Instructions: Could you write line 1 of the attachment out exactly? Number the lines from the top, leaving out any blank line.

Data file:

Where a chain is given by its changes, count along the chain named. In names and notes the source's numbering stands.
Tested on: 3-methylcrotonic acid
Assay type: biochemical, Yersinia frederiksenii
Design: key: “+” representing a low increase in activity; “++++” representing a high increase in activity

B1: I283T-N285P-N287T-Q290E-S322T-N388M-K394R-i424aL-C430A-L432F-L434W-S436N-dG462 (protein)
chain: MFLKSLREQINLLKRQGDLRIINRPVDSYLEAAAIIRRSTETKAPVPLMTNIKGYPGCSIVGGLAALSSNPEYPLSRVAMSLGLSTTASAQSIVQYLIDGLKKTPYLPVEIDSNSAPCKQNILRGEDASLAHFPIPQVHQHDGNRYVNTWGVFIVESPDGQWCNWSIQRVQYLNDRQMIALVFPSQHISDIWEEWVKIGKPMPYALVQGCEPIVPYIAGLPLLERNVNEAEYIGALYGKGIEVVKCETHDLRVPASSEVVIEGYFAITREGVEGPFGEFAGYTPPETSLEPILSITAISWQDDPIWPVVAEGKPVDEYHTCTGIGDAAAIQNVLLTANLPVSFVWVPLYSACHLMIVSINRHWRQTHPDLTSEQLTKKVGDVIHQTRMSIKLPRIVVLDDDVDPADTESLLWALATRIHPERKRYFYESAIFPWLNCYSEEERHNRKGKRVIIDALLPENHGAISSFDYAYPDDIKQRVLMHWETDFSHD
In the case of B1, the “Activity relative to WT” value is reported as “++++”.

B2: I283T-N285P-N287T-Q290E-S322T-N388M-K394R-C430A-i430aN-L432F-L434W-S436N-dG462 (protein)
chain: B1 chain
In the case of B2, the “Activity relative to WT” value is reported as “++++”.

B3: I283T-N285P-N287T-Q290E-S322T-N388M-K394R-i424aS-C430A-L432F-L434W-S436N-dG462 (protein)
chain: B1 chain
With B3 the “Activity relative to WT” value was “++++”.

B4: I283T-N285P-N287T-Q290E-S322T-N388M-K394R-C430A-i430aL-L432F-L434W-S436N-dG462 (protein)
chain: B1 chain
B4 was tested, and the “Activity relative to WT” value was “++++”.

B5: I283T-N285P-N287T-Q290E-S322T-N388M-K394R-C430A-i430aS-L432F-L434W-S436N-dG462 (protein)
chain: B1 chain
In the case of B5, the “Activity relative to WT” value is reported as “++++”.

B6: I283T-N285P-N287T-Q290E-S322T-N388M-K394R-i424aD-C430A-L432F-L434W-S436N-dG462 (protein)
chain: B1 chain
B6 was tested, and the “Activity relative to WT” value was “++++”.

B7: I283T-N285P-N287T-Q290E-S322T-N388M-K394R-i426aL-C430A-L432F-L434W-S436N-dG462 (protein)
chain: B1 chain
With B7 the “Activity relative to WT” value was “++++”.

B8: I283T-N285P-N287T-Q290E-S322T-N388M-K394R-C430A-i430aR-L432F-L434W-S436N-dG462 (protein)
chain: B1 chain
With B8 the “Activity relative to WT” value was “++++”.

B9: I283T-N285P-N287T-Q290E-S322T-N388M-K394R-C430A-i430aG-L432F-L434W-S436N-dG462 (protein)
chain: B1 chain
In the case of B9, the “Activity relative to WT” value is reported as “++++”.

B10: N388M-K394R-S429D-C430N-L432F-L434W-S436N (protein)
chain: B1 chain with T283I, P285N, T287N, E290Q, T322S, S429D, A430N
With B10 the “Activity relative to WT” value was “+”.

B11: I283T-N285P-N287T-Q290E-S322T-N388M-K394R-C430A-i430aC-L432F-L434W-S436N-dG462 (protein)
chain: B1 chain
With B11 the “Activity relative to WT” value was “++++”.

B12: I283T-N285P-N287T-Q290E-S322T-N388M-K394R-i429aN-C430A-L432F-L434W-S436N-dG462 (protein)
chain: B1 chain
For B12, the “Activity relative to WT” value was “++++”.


Where a chain is given by its changes, count along the chain named. In names and notes the source's numbering stands.